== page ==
One of the biggest names in gaming suffers a rare monetization slip, but it's reinvesting strongly into more engagement-driven business models.
Activision-Blizzard may be hitting a monetization ceiling in its biggest games. Every quarter, the company makes hundreds of millions from Games-as-a-Service style tactics like microtransactions, DLC, and subscriptions. These revenues typically pull in a huge portion of digital earnings. But this latest quarter showed a rare drop both in total live earnings and the proportion of game sales to service-generated revenue.
The company's Q1 2019 earnings weren't particularly impressive. Total revenues, digital revenues, operating income and even net income were all down from last year. Given Activision-Blizzard's emphasis on live gaming, dgital is the most interesting of these dips. Digital comprised 76% of total net revenues, or $1.38 billion, down roughly 4.6% from 2018's first quarter. Digital includes microtransactions, subscriptions, DLC, and digital game purchases. The company says it pulled in $800 million from in-game purchases like skins and lootboxes, which means for the first time in a long time live service earnings were down. Microtransactions only made 58% of digital revenues this quarter, compared to the 68% split in Q1'18.
Activision-Blizzard's Q1'19 in-game net bookings were down 20% from Q1'18's massive $1 billion, representing a $200 million or 20% year-over-year decrease.
Activision-Blizzard Q1'19 earnings-at-a-glance
- Total revenues: $1.825 billion, down 7.1% YoY
- Digital revenues: $1.38 billion, down 4.6% YoY
- Operating income: $570 million, down 4.2% YoY
- Total costs and expenses: $1.255 billion. down 8.3% YoY
- Net income: $447 million, down 4.6% YoY
- Profit margin: 24%
A day after the earnings were posted, Activision stock dived by 6.7% to $46.50. Share prices have since stabilized at $47.15.
This drop comes at an interesting point in time for the billion-dollar games-maker. Activision is currently going through a big restructuring plan which sees re-investment into core franchises like Call of Duty, Overwatch, and World of Warcraft, as well as heavy acceleration of new games development projects.
In 2018, the publisher fired 800 non-game development employees and plans to re-allocate revenues from those positions into game development. By firing 8% of staff in what it considers as redundant areas like marketing, publishing, and Q&A, Activision-Blizzard will recoup 20% more revenues to invest back into its games.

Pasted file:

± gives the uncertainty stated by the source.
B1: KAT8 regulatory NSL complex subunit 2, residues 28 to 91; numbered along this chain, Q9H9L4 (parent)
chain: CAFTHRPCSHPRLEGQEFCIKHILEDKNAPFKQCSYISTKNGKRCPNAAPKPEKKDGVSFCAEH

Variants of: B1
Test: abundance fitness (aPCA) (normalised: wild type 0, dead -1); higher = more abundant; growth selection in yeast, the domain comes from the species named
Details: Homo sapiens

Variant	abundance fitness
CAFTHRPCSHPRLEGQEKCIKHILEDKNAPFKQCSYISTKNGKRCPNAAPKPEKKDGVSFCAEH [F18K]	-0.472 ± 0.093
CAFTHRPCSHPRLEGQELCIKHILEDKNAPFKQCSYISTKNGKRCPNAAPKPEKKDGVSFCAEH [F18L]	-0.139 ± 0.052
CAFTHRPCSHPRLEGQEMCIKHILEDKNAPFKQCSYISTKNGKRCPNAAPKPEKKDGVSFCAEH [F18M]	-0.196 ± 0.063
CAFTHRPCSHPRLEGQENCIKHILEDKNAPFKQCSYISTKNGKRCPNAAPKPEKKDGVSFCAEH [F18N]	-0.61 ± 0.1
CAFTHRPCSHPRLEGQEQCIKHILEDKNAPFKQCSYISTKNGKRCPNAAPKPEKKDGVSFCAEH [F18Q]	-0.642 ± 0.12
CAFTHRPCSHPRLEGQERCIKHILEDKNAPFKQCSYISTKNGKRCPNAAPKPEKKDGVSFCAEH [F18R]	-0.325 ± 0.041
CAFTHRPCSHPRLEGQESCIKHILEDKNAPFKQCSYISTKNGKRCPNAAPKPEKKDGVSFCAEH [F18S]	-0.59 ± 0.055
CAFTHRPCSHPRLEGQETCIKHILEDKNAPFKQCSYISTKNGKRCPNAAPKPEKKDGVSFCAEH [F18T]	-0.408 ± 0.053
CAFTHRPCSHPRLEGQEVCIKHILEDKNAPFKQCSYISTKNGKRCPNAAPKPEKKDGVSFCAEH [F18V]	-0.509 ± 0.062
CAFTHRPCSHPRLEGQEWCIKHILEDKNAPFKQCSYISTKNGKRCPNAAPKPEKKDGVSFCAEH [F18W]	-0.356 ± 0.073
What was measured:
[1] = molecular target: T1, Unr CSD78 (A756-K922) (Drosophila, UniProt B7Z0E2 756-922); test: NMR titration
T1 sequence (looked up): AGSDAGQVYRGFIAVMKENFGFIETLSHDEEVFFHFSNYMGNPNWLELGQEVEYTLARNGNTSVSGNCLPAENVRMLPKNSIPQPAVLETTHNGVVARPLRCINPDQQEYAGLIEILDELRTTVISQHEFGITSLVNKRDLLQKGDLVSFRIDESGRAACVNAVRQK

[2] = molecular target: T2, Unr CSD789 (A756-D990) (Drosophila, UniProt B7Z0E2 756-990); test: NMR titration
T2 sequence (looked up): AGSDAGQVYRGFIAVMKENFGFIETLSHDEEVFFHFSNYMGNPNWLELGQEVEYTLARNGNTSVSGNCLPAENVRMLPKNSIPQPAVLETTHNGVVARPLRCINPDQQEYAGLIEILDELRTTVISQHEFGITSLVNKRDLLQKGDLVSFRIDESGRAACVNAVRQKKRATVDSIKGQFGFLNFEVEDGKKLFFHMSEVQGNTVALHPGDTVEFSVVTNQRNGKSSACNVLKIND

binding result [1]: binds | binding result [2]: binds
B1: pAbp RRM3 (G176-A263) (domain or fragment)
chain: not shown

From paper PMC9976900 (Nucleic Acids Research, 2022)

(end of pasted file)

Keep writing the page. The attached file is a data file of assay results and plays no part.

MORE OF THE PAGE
It promises to expand developer headcount by 20% to help fuel its expansive pipeline of video games, but not everyone will be working on new premium products. A good portion of them will design the live services that ensure those products live and make money for years and years
Activision's new business model is more of the same, only with more targeted emphasis on its core IPs and a new push towards mobile gaming.
Along with new games, the company is also doubling down on its monetization efforts. Making games is only one part of its big four-pronged approach. The rest is tailored towards microtransactions, live service updates and operations, and mobile ports of its key franchises.
Essentially the publisher is setting itself up for a big multi-year future of more of the same billion-dollar success it's enjoyed for the past decade. One tidbit to note about the Q1'19 earnings is how total costs are down by over 8%, showing some of the merits of this approach.
The only issue is the potential monetization ceiling. We may see the rich tidal wave of microtransaction billions slow to a trickle as more and more games put emphasis on grind-based mechanics and nickle-and-dime in-game purchases. Activision has a plan for this, too: eSports. The company will push its biggest franchises into eSports territory, complete with advertising revenue, spectating opportunities, deep engagement, and other tactical strategies aimed at tapping the lucrative pro circuit.
It's kicked off these initiatives with its Call of Duty League, which has signed five major professional teams across different states and provinces.
This earnings dip could be a blip on the radar for Activision. We could see Blizzard launch a new game in 2019 (it's first in a long while) alongside its rich live service offering, and Activision's new Call of Duty shooter from Infinity Ward will no-doubt stabilize yearly revenues.
But we could be waiting a while on Blizzard's products all the same. The publisher's 2019's total earnings forecasts are down quite a bit: Activision-Blizzard expects to earn $6 billion in net revenues throughout 2019, down 20% from the $7.5 billion in earned in 2018.
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